The avid home gardener may know what thrives or dies in alkaline soil or how to improve earth with compost but does not, and thankfully does not need to, digitally map the stuff for the backyard rose garden.
On an industrial scale, the best way to begin to understand is via soil survey and soil mapping. That mapping, however, is more complicated than simply mapping land. Scale matters, as does the soil's myriad properties.
Russian geologist Vasily Dokuchaev's equation was this: S = f(p,cl, r, o). Soil (S) is a function of parent material, climate, topography and organisms.
In 1941 the Swiss Hans Jenny reformulated this into an equation that is still part of the canon today. Jenny's revised equation includes time as a factor. S = f (cl,o,r,p,t...). The ellipsis represents factors yet unknown.
Getting this information is important but adequately dealing with so much information to make useful decisions matters even more. What underpins soil science is not just the inevitable biology, land science or geology but mathematics, and in the past decade, computing.
Predictive digital soil mapping can better map the world more easily. Known factors are assessed and then other soil properties predicted based upon mathematical and statistical models and equations. There, you have your big data.
This 1967 short from the National Film Board of Canada is an excellent example of the importance of data management in soil mapping. “We need information,” intones the narrator. “Data and information has been piling up for years... Just to look at it all using conventional methods would take years and years.”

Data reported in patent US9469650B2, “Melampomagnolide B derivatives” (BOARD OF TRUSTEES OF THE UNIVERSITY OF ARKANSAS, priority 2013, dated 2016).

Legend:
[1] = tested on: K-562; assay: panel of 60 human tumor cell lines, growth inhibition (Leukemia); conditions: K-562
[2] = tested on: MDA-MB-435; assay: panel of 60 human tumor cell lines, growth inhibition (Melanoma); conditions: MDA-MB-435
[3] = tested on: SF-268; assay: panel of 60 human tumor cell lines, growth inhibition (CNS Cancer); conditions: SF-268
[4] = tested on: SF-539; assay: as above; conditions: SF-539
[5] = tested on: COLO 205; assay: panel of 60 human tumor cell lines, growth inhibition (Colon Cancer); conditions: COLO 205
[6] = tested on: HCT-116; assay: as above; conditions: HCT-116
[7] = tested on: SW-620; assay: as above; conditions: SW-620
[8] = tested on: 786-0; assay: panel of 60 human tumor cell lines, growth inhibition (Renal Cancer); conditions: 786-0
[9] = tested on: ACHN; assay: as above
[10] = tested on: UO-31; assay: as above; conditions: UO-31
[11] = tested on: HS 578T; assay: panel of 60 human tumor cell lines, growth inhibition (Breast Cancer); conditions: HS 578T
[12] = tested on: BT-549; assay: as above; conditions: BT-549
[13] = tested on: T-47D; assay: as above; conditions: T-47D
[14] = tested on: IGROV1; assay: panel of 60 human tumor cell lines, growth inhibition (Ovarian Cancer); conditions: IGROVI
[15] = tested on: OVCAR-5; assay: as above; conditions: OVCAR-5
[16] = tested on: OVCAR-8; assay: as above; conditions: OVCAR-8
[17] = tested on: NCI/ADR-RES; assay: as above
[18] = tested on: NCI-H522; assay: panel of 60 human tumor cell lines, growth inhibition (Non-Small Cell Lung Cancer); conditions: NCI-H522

Essentially: they had too much information. No decisions on land management could be made until all the survey data was looked over, then manually categorised and summarised. This takes a lot of resources. To compare six soil factors from over all of Canada, for instance, would take 556 people working eight hours a day for three years at a cost of $C8 million dollars.
Decades later soil scientists finally have that processing power. Digital soil mapping has come to the fore as computing and high-powered statistical analysis has become standard in many areas of the science.
Computing has allowed better soil maps to be produced and far more data aggregated and thus understood.
Soil has been studied in one way or another for millennia, though not always well understood. Pliny the Elder, one of the Roman Empire's great naturalists, “gave the most comprehensive account of the ancients' understanding of soil as a medium for plant growth” experts Richard F. Fisher and Dan Binkley wrote in Ecology and the Management of Forest Soils.